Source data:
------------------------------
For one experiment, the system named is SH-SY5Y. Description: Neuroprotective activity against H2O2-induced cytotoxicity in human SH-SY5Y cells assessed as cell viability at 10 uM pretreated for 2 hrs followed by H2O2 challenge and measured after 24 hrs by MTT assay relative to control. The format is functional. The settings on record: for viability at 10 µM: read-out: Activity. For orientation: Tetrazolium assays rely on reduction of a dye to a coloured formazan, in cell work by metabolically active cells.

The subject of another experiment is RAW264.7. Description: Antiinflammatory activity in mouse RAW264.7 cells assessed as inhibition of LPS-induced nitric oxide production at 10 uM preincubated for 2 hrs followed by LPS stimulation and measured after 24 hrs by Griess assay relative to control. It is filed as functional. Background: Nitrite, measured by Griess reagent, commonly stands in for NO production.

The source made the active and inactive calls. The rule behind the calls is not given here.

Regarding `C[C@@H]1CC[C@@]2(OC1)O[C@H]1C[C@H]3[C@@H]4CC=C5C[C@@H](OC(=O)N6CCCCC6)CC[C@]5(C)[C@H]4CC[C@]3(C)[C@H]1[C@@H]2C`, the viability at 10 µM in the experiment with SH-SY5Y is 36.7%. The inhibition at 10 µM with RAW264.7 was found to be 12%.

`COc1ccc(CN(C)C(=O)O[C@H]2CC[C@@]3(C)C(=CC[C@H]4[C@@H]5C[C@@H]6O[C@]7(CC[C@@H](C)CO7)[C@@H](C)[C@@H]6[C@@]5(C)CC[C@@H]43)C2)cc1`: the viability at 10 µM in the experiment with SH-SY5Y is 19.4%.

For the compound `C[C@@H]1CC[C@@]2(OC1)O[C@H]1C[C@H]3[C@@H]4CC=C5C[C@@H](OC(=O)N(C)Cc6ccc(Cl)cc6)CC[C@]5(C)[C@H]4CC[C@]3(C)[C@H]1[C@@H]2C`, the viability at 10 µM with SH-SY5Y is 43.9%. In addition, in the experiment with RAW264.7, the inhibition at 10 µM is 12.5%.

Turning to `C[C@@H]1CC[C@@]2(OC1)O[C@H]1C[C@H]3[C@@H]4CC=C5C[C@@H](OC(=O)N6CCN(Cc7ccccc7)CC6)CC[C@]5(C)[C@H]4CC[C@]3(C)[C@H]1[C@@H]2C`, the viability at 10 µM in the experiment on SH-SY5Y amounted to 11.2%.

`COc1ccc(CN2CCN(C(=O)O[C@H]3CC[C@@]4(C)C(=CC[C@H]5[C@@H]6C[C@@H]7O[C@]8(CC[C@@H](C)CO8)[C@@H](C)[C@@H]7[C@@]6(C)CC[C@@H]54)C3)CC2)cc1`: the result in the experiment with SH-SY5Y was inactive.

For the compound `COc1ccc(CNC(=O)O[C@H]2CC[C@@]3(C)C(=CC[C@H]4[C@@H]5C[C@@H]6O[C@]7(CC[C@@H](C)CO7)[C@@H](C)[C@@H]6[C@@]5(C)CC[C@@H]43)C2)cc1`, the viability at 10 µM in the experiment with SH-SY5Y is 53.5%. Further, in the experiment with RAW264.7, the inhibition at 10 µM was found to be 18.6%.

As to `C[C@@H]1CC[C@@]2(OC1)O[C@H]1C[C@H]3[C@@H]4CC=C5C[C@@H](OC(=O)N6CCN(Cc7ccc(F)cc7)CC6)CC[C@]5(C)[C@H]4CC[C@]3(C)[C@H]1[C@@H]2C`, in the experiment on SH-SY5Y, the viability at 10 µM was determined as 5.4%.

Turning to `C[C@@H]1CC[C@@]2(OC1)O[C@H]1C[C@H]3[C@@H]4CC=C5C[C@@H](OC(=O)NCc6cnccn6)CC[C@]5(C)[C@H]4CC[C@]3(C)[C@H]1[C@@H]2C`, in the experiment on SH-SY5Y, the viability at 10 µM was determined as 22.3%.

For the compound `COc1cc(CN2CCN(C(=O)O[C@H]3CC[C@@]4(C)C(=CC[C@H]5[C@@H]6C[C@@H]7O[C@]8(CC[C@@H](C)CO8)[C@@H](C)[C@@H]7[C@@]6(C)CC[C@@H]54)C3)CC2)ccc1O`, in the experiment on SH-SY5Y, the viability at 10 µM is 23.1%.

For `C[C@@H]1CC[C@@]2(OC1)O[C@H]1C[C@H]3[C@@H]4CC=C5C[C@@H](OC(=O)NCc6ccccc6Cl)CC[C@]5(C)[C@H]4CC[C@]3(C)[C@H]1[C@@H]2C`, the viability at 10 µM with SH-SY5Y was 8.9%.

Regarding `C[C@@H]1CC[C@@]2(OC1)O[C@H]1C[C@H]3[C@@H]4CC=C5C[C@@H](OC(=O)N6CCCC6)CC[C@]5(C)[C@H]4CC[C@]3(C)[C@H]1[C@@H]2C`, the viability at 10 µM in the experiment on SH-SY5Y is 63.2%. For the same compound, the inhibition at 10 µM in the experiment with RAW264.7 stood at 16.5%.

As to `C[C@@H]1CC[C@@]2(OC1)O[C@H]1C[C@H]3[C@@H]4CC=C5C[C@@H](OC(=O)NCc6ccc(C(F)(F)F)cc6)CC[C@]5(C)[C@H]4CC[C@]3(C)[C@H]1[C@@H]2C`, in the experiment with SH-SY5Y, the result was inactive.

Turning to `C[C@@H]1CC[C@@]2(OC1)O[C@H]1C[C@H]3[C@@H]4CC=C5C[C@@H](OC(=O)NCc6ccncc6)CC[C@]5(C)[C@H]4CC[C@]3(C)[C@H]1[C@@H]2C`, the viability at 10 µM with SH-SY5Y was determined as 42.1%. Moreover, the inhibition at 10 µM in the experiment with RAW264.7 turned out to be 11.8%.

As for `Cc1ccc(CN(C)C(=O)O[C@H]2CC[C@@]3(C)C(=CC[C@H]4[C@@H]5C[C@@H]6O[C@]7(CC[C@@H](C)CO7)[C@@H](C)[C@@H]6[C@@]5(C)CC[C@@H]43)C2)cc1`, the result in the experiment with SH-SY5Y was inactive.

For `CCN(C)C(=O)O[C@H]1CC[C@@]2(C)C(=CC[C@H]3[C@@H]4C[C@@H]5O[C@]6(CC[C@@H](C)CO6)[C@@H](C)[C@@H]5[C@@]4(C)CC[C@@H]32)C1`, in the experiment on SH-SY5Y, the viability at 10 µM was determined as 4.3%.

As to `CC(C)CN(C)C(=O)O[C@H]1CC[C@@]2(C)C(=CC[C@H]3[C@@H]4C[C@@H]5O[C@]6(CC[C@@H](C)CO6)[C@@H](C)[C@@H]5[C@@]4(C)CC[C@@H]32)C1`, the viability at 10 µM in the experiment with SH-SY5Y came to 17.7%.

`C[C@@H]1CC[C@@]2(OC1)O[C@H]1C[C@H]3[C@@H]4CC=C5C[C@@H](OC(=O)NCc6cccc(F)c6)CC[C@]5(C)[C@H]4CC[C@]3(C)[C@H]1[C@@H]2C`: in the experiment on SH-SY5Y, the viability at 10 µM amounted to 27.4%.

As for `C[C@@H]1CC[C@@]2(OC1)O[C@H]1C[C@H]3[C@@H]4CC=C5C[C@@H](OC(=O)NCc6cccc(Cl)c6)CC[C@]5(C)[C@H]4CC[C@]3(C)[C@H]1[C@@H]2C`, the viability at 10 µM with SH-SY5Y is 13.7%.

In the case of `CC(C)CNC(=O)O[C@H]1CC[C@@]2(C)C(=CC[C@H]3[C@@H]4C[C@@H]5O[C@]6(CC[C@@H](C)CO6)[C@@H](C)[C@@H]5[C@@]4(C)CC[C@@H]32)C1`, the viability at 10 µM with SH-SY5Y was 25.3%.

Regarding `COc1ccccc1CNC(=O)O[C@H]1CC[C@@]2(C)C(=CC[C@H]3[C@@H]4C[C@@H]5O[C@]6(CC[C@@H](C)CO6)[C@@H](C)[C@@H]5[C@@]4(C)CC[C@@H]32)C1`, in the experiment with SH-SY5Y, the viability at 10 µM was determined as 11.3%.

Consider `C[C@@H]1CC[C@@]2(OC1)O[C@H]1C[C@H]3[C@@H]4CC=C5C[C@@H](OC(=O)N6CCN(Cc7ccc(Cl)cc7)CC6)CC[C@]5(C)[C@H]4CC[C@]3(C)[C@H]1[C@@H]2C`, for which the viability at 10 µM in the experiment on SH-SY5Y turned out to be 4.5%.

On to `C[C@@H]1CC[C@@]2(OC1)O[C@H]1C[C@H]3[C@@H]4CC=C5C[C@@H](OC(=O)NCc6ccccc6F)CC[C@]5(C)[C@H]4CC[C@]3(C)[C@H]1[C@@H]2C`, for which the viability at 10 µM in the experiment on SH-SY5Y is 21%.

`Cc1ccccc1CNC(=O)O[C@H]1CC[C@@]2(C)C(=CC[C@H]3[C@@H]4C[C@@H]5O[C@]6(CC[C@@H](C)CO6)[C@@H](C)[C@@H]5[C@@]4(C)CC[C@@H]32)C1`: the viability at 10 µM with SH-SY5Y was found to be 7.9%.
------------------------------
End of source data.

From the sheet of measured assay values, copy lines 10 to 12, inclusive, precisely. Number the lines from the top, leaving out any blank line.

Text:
As to `C[C@@H]1CC[C@@]2(OC1)O[C@H]1C[C@H]3[C@@H]4CC=C5C[C@@H](OC(=O)N6CCN(Cc7ccc(F)cc7)CC6)CC[C@]5(C)[C@H]4CC[C@]3(C)[C@H]1[C@@H]2C`, in the experiment on SH-SY5Y, the viability at 10 µM was determined as 5.4%.

Turning to `C[C@@H]1CC[C@@]2(OC1)O[C@H]1C[C@H]3[C@@H]4CC=C5C[C@@H](OC(=O)NCc6cnccn6)CC[C@]5(C)[C@H]4CC[C@]3(C)[C@H]1[C@@H]2C`, in the experiment on SH-SY5Y, the viability at 10 µM was determined as 22.3%.

For the compound `COc1cc(CN2CCN(C(=O)O[C@H]3CC[C@@]4(C)C(=CC[C@H]5[C@@H]6C[C@@H]7O[C@]8(CC[C@@H](C)CO8)[C@@H](C)[C@@H]7[C@@]6(C)CC[C@@H]54)C3)CC2)ccc1O`, in the experiment on SH-SY5Y, the viability at 10 µM is 23.1%.